Alan’s Letter

Dear Friends,

It is good to be able to share with you in the latest Link, in particular to read some of your thoughts about life in these strange times.

After many weeks of lockdown our household was able to have a few days away at the coast in Dorset it was good to see the sea and breathe a bit of different air!

The area around Swanage is very familiar to us as we have been going on holiday there since our children were born. However it felt very different this year.  Our favourite beach cafe was only doing a take away menu and all its outdoor tables had been removed causing one elderly couple some consternation as they were looking forward to a sit down and a cup of tea after a walk along the beach (no, not us!), the beach itself was very busy.  Normally I don’t mind this as it is a great to do a bit of people watching seeing families interact, watching children play, but this time it made me feel quite agitated as I considered all the rules about social distancing.  At times I felt as if I wanted to say something but then I realise that for some families this was a welcome change to the strictures of lockdown or an opportunity for families to see each other, so I had to be balanced in my behaviour.

Balance. As a Christian that balance is informed by my faith, the commitment of a Christian disciple to live in a loving, compassionate and yet truthful and just way.

The same is true in the church. On the one hand I receive a few letters and messages from people desperately asking me to re-open churches while we still have churches to reopen, when is the Circuit plan coming out, and even though many are in their 70s and 80s, we just want to get together for a sing and a coffee and a catch up. It’s this social benefit of church life that I am so painfully and acutely aware is most missed by many of us. Churches are able to provide so much that contributes towards people’s personal mental health and wellbeing, as well as social inclusion, that to be so limited, to the point of impossible, is harming some people’s health.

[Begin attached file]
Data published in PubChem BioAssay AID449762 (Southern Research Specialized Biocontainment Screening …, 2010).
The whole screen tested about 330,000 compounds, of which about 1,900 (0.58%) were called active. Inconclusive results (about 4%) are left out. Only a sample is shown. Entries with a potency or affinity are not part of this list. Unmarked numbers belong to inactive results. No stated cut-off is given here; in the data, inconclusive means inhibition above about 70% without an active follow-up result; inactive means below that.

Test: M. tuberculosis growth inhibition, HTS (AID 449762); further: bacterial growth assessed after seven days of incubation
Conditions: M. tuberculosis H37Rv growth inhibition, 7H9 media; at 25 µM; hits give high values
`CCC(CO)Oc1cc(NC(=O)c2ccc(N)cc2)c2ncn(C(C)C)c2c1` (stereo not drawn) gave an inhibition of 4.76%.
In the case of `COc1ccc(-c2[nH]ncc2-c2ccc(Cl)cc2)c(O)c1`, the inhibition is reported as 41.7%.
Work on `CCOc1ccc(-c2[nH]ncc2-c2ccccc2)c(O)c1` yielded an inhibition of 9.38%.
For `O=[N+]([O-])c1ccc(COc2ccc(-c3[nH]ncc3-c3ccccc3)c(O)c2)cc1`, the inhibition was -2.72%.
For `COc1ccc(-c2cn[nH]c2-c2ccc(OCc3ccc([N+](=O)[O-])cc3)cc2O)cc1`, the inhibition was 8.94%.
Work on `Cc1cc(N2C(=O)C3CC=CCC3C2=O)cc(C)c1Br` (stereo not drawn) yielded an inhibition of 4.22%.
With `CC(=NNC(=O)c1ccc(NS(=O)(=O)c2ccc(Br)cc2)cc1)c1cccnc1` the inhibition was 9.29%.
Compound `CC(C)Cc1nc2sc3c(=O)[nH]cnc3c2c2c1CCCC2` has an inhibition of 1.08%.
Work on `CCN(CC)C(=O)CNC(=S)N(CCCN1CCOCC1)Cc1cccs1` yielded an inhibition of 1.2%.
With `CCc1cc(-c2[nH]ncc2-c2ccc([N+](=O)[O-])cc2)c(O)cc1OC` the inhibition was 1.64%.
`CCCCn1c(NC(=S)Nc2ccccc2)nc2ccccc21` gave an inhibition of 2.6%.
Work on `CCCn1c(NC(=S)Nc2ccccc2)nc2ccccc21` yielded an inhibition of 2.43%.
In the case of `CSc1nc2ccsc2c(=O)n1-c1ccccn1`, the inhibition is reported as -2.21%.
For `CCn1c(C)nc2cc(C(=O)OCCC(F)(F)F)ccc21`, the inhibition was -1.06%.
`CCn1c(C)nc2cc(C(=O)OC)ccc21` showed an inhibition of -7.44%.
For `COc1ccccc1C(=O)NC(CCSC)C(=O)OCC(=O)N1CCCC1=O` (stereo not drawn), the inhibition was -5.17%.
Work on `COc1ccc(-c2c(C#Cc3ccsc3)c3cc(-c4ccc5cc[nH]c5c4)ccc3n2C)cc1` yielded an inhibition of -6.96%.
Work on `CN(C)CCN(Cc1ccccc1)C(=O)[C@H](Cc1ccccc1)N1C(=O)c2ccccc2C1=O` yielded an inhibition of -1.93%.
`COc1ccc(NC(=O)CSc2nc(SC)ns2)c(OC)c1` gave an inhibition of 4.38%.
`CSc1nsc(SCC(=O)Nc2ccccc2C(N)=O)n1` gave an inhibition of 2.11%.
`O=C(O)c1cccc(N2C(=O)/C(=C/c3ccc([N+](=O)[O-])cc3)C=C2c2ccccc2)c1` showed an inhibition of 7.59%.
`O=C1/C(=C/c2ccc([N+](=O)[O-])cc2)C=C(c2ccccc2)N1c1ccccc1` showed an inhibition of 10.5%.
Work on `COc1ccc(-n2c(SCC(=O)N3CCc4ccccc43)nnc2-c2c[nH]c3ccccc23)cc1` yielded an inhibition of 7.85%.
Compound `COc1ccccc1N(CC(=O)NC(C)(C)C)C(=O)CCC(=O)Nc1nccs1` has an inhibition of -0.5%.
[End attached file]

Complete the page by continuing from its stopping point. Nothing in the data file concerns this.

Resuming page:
On the other hand, as you’ll know from what I’ve written before, the responsibilities of trusteeship, safety and Covid restrictions and guidelines must be followed. Unlike shops, restaurants, chip shops and car garages (where I’ve also been a bit recently) we have no professionals, only volunteers. Balancing up risks is a responsible thing.

Once again, we have to be kind, gracious, and understanding of those with frustrations while we work through these processes, and ask why?, what’s our mission and vision?  At the same time the truths of our responsibilities mean we have to think what is viable in some churches and chapels and what is just.

Our faith doesn’t take us out of the world, it embeds us more deeply in it, just as with Jesus who was the word made flesh. It is God’s involvement with humanity that is our hope through these difficult times.

One of the things that means is our sense of togetherness and unity. There is always a tension in Methodism between the desires and wishes of a local church, which in its own community, and for its congregation, is rightly, in some ways the centre of the universe. But Methodism is not a congregational church, we are a Connexion, it is our relationships and connectedness that makes us Methodist.

The best of it is,

God is with us.

john wesley

At the moment we have slid, because of circumstances, into the congregational approach – each church, responsible for worship and care. This has had dire consequences financially, as many have stopped ‘putting in their collection’ because the plate isn’t coming under our nose every week. To move to a position of connectedness, such as the plan gives us for example, is going to take time and careful transition – so I ask for your patience! The Circuit staff are already intending that the plan will look different, it will have on it, not only those churches whose buildings are open, those who are leading an online or recorded service, and these may vary – not everything is ever going ‘back to normal’.

The good that has been learnt through lockdown must be nurtured and encouraged. Those who are elderly and at risk must not feel they have to turn out to ‘keep the chapel going’ and those who can and will must not bear too much of a burden.

We can and will change because God is with us. Through trying to keep a balance, and seeking the way, God will lead us, and in the process, make us new.

I love the hymn by John Bell and Graham Maule in Singing the Faith no 393:

She sits like a bird, brooding on the waters,

hovering on the chaos of the world’s first day;

she sighs and she sings, mothering creation

waiting to give birth to all the Word will say

Grace and Peace,

                        Alan.